St John’s Churchyard, Bath

This is a fascinating churchyard hidden away from the usual tourist attractions of Bath. Closed many years ago, it has been lovingly restored and many tombs labelled by local volunteers. It also has the Pinch family, who built it.

Tombs range from simple stones to ornate family edifices, some of which helpfully have information provided.

Three Frowd sisters, friends of Hannah More

St_Johns_Church_Bath_ Frowd_friends_Hannah_Moor

Dame Brisbane, mother of the founder of Queensland’s capital city


Only seems to be one of these so probably the parish graverobber tomb. Was placed on fresh grave until body was too old to be used by surgeons, then used for another grave. It may suggest this was the last burial before the passage of the Anatomy Act of 1832 which made anatomy legal.


Charles Wilkinson MD. The springs of Bath attracted many sick people so physicians and surgeons were numerous. And of course they also died there.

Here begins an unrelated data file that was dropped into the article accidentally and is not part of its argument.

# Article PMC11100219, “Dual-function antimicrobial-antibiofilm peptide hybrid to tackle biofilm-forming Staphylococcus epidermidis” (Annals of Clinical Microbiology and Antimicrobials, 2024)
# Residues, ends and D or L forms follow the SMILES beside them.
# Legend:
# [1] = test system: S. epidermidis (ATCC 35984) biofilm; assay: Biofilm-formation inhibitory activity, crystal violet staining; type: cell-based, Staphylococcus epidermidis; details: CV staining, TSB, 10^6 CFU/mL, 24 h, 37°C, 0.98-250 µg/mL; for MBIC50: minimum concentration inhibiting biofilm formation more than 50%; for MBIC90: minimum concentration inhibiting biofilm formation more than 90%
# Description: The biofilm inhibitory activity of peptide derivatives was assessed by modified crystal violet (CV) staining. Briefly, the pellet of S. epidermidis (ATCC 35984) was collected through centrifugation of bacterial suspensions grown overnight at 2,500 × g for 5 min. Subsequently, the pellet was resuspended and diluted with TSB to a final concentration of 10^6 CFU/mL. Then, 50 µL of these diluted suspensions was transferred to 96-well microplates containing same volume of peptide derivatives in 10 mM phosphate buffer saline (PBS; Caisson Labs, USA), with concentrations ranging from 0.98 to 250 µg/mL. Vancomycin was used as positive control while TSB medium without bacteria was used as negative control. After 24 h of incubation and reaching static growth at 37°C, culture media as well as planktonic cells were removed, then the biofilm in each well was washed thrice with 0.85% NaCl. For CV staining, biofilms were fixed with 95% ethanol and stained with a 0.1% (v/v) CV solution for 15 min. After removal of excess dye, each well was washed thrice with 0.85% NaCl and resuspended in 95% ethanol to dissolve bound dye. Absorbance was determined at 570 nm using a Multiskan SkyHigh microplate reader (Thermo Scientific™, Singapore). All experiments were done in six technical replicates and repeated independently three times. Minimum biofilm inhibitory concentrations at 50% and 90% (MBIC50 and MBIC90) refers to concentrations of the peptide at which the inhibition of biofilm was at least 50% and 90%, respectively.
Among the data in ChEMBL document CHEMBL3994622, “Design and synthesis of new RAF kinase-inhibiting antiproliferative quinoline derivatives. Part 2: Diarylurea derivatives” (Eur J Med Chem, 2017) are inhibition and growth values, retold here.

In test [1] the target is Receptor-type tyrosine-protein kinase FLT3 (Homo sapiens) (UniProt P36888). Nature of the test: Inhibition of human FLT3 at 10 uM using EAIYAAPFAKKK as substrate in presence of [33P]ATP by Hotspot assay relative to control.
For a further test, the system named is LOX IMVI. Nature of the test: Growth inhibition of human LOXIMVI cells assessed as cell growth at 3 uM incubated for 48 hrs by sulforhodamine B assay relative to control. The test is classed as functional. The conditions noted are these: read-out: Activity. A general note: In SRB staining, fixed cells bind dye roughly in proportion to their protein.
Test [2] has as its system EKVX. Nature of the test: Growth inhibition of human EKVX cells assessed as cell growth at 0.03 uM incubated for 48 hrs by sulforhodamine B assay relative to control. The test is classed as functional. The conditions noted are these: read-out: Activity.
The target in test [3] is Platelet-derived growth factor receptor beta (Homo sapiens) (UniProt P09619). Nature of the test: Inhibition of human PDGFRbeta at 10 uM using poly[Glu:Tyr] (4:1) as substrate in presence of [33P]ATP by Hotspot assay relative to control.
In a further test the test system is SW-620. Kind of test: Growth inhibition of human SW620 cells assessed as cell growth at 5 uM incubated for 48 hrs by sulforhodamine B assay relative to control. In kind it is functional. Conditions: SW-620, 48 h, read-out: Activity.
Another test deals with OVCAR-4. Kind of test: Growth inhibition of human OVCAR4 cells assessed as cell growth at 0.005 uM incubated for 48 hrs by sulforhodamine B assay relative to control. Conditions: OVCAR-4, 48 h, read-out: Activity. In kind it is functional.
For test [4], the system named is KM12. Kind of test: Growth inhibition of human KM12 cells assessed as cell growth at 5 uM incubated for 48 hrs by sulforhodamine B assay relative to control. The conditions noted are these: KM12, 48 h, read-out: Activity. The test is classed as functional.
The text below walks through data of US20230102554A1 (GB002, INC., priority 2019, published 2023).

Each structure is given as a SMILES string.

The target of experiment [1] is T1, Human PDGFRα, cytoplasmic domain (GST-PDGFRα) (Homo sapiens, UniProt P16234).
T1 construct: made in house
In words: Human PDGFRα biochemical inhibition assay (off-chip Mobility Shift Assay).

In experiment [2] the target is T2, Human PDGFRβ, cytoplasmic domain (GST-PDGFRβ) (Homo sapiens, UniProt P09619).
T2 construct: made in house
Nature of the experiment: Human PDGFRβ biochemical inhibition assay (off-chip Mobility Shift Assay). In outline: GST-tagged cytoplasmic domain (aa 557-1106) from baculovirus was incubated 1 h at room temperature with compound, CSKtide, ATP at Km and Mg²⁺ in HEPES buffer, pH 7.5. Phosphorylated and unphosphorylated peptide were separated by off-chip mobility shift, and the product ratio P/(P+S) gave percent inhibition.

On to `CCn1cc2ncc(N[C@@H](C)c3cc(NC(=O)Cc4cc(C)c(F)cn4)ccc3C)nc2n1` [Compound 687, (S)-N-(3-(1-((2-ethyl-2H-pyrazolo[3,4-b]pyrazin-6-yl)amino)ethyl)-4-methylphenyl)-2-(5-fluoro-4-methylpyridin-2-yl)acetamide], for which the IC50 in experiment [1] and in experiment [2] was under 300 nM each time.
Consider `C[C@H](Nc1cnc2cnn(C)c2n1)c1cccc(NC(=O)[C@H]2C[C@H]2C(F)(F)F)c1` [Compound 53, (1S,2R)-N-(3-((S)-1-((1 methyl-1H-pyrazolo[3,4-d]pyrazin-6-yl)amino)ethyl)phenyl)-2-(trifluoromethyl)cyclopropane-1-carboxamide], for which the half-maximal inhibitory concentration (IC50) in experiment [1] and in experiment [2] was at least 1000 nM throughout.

A tiny stone, perhaps another graverobber tomb


A fine stone for a humble servant. Nineteen years of faithful service.


John Kilvert, uncle of the famous diarist


La Touche family, Charles killed in India aged 32


Love this one: Mary Lawrence, pew opener for 68 years at both old and new churches


Pinch family became major builders after the John Woods. Their designs were less grand, but have a quiet charm. Woods were more town planners, and their buildings are notoriously focused on facades.

Samuel Palmer Sexton


Sir Joseph Gilpin Army Physician


Sophia, great granddaughter of Sir Christopher Wren. Like him, a simple tomb


Thorne family

My favourite: Tomb full 1866


2 thoughts on “St John’s Churchyard, Bath

  1. Good to see the photograph of the tomb of Sir Joseph Gilpin. I am writing a short biography of him for Cumbrian Lives. He was famous for quelling a plague in Gibraltar in 1813-14 and was knighted for this action. All rather topical in 2020 !


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